–Robert L. Caron. (GM of 3 station” cluster”).
Interference, administrative nightmare for FCC, no demonstrated need, emergency action system (EAS) interface, not a constitutional violation, rewards “pirates”, public radio, college stations, cable TV public access provide alternatives, interfere with IBOC.
–WAVS (Roy Bresky).
AM and FM too congested, integrity of spectrum, couldn’t afford to pay FCC, ASCAP, BMI fees, etc. Will become like CB radio. Economic competition will harm independent full-power stations. FCC administrative nightmare.
–Kurt Tuckerman, Sandyworld. IL.
Small station and translator owner. Many concerns having to do with commercial competition, non-local programming.
–Kevin Lange. Broadcaster.
Lambasts Skinner’s RM-9242 for a large variety of reasons and questions Skinner’s personal motivations. But doesn’t appear to necessarily oppose LPFM in principle.
–Southern Minnesota Broadcasting Co. (9 radio stations).
Interference to both full-power radio stations and aviation.
New Jersey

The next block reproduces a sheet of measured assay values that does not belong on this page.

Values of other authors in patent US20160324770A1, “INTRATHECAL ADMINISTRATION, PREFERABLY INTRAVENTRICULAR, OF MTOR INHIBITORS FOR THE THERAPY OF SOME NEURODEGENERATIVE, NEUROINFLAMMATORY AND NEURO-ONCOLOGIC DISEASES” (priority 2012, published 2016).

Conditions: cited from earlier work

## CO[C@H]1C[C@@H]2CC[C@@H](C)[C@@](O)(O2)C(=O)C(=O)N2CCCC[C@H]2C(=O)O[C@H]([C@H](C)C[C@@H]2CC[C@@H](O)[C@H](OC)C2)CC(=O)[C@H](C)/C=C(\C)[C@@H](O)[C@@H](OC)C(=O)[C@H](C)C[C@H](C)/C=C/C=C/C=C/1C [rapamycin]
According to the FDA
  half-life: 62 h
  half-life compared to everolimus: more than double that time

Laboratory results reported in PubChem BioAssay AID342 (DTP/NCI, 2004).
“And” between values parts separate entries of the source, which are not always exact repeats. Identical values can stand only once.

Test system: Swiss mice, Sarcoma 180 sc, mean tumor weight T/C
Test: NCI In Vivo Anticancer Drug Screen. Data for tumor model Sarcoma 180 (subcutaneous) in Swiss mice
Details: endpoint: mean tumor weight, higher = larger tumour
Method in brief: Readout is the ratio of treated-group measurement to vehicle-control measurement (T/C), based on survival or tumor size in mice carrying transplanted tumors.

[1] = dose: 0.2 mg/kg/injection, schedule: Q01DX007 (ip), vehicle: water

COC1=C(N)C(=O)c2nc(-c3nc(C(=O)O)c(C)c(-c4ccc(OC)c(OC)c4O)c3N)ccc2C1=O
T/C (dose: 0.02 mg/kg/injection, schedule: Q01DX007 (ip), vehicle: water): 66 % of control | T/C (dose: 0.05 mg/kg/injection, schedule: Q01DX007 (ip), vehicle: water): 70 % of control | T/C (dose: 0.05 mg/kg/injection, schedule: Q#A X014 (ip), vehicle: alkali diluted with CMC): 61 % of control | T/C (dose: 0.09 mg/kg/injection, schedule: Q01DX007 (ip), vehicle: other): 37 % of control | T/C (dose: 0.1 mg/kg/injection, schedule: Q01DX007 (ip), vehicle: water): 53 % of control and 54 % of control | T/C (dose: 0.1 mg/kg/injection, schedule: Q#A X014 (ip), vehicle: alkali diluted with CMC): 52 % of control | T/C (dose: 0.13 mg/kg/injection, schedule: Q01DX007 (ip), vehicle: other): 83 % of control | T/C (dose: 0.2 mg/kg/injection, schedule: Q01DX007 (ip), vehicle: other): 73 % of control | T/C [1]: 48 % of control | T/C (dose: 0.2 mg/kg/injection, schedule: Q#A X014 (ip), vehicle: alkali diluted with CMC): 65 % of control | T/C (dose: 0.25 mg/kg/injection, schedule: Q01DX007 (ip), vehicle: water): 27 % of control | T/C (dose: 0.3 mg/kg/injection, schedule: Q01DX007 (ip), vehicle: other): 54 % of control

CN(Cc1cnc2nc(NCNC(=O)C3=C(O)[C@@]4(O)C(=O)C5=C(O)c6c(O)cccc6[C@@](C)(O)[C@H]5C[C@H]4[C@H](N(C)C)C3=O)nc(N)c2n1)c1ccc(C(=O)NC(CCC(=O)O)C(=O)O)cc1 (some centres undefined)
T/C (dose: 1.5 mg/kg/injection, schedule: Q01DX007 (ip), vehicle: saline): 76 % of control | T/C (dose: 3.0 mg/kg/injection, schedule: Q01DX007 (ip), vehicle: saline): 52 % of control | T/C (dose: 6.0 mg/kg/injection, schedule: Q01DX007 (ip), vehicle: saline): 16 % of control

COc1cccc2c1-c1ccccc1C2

–New Jersey Broadcasting Association.
Interference, FCC administrative nightmare, pirates will continue anyway.
–New Jersey Broadcasting, Inc. (4 radio stations).
–Press Communications. (3 radio stations).
Interference, administrative nightmare for FCC. No guarantee that “diversity” or “minority” goals would be achieved. Internet provides an alternative.
New Mexico
–Luna County Broadcasting. (2 radio stations).
Interference, enforcement nightmare, no demonstrated need, “pirates” will increase. “What’s to keep militiamen, religious fanatics, drug culturists, alternative life stylists, and various and assorted crackpots, hucksters, and con artists from taking over the new service? Pirates are “ego driven”. LPFM will not be able to provide adequate services, will cause marketplace confusion, we lead to a host of administrative problems and discrepancies.
–Oregon Association of Broadcasters.
Interference, rewards “pirates”, administrative nightmare for FCC, no required “public interest” obligations, financial calamity, especially for full-power stations in smaller markets.
–Portland Area Radio Council. (22 Portland area broadcasters.)
Interference with full-power radio, aviation, cell phones, emergency services. No need, local community is well served. Will reward “pirates”, FCC administrative nightmare, no public interest obligations, economic “chaos and calamity”.
–KVST-FM Radio (Benjamin Amato).
Financial disaster for small, independent station in small town (Conroe, TX).
West Virginia
–WJLS (AM/FM) (William O’Brien).
Interference, “every Tom, Dick, and Mary will want to be the owner of their own station”, Administrative nightmare, economic fragmentation. Local service is being provided, no “need” for new service.
Philip Tymon
National Lawyers Guild Committee on Democratic Communications (CDC)
558 Capp Street
San Francisco, CA 94110